Following the release, in July 2013, of a report that accused the secret services of illegal surveillance of politicians, the Socialist Worker’s Party (LSAP) withdrew its support for the government and prime minister Juncker of the Christian Social Party (CSV) resigned. Consequently, early elections were held in October 2013. While the Christian Social Party remained the largest party in the Chamber of Deputies, the results allowed the Democratic Party (DP), the LSAP and the Green Party to form a coalition. The formation of this left-wing government marked an important change of power, since the CSV had led every coalition bar two since 1945. However, the political shift to the left is expected to have little impact on policy, given Luxembourg’s track record of prioritising a favourable business environment and sound public finances. The thin two-seat majority of the coalition will also keep any radical tendencies in check. The change of power is poised to hurt the current insider culture - whereby politicians have close ties with business, the result of decades of CSV political dominance and a small population - which should help to keep corruption relatively low.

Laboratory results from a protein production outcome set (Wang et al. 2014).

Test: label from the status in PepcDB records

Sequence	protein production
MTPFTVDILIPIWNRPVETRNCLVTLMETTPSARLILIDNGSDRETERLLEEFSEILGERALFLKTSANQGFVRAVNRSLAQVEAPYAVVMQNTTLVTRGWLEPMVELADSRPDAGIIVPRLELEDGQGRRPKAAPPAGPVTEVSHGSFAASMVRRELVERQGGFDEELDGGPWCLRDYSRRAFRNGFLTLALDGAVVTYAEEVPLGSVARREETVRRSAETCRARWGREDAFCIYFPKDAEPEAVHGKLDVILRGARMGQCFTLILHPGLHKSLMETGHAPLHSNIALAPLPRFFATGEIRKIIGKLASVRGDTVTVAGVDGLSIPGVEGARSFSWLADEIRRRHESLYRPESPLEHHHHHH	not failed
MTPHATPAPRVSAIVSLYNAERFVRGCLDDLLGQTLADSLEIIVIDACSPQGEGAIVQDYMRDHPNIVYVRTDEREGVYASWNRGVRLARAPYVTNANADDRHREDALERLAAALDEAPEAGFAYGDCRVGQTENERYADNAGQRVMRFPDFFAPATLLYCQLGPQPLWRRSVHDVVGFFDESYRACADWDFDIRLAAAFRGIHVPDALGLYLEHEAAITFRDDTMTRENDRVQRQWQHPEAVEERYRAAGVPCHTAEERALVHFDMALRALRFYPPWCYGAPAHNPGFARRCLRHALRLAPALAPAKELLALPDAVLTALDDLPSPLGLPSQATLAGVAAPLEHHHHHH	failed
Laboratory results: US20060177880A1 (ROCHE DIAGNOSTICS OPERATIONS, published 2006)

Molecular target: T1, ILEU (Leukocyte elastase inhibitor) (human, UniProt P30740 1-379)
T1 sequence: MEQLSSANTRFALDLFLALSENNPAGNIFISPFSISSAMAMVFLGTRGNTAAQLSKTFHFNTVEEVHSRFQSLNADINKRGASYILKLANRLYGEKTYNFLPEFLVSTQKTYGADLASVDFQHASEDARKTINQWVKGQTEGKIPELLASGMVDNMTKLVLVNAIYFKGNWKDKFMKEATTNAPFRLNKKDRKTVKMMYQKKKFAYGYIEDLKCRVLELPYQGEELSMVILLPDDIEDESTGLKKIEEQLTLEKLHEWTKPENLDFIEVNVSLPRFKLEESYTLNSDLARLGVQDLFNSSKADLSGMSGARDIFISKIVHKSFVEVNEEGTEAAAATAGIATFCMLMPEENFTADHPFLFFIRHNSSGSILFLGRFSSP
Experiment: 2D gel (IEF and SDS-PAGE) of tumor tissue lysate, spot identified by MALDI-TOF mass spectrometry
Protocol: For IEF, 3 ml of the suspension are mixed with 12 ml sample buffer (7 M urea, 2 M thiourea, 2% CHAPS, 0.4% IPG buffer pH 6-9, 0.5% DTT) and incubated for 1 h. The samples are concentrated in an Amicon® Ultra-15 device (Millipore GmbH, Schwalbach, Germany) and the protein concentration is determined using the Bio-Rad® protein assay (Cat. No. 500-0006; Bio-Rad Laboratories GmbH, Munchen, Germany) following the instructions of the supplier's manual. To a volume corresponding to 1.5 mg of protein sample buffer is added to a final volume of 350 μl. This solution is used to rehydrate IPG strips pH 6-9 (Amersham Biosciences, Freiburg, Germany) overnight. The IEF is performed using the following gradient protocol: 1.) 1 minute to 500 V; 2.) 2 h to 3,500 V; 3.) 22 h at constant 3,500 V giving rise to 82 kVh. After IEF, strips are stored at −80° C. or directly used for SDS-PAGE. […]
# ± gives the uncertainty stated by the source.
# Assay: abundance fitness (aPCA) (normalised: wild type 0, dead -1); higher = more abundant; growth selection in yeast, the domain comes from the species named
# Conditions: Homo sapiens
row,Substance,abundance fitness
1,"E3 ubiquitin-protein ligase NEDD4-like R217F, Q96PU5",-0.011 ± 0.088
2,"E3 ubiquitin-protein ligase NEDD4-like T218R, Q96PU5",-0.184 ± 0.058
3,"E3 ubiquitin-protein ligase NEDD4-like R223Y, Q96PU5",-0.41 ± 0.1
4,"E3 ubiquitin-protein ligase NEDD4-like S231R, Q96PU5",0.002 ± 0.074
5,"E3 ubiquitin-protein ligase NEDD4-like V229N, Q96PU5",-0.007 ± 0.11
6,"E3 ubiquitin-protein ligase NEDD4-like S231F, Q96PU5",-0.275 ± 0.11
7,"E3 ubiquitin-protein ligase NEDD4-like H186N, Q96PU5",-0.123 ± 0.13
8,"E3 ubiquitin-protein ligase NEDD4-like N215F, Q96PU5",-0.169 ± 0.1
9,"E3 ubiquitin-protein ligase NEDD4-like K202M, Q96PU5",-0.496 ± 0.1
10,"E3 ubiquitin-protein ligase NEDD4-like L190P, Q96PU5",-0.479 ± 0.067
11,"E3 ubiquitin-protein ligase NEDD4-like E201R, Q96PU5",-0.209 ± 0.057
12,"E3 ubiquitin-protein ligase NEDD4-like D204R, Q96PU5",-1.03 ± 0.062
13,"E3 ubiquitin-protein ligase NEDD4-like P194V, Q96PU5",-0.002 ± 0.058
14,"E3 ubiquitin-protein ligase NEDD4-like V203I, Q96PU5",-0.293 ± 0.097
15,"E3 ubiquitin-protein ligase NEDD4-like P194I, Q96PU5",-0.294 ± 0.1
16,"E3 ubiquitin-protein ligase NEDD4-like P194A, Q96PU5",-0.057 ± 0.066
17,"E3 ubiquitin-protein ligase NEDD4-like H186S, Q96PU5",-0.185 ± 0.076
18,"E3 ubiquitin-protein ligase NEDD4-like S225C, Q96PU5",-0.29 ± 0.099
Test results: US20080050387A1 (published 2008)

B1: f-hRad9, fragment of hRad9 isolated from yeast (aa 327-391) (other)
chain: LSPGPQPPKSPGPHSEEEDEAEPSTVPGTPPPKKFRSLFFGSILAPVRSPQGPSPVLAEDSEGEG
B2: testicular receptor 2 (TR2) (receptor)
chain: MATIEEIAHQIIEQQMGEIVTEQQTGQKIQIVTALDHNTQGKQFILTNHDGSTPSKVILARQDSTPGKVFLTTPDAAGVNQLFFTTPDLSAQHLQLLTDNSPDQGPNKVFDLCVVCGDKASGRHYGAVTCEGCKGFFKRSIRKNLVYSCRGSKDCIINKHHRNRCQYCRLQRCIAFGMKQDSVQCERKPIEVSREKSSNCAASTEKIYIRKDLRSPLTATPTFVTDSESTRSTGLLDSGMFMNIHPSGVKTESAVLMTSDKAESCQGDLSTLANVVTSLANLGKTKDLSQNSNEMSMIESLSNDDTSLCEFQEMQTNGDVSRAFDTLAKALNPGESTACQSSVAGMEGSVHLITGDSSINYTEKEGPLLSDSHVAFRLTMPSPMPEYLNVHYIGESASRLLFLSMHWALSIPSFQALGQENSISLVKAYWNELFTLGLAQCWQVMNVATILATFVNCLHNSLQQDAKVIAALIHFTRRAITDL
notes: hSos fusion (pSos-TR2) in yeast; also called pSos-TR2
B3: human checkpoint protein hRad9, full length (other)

Luxembourg is a small, open economy and one of the wealthiest countries in the world (the highest GDP per capita amongst the OECD countries). The country’s infrastructure, institutions and industrial relations are of the highest standard. A favourable tax regime and regulation, such as bank secrecy, have attracted a large number of financial institutions. The main activities in the sector are insurance, fund management and banking. The fund management industry is the second largest in the world and the banking sector is colossal – bank assets are 18 times GDP, the largest ratio in Europe. However, banking is dominated by foreign-owned banks, serving as foreign investment vehicles to their parent companies and having few ties to the local economy. Hence, the contingent liabilities for the sovereign are estimated to be low, as only 5 out of the 141 banks are of systemic importance, domestic banks account for a mere 150% of GDP and claims on the Deposit Guarantee Scheme have remained low. In addition, the good health of the sector makes such claims unlikely. While EU regulatory harmonisation could hurt growth in the financial sector, the highly skilled financial workforce, the sophisticated regulatory system and the track record of being a first mover and adapting to regional legislative changes look set to maintain Luxembourg’s attractiveness as a financial centre. Luxembourg has been a front runner in regional cooperation, probably driven by its small size and central location in Western Europe. It set up a customs and currency union with Belgium in as early as 1922. Later on, it was one of the founding members of the EU, NATO and WTO. Consequently, Luxembourg hosts important EU institutions and a pan-European not-for-profit sector. The country also attracts a large foreign workforce from neighbouring countries, which accounts for around 42% of employment.